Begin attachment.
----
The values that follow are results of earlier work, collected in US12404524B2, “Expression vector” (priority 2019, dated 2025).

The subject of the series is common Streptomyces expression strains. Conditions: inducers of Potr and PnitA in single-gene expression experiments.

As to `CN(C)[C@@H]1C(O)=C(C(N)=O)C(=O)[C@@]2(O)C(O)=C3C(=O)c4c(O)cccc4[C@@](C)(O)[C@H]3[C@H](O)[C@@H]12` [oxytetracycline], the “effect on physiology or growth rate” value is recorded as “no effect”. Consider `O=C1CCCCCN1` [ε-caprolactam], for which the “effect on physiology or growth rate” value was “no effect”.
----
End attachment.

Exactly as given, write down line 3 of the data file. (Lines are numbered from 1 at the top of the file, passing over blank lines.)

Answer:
As to `CN(C)[C@@H]1C(O)=C(C(N)=O)C(=O)[C@@]2(O)C(O)=C3C(=O)c4c(O)cccc4[C@@](C)(O)[C@H]3[C@H](O)[C@@H]12` [oxytetracycline], the “effect on physiology or growth rate” value is recorded as “no effect”. Consider `O=C1CCCCCN1` [ε-caprolactam], for which the “effect on physiology or growth rate” value was “no effect”.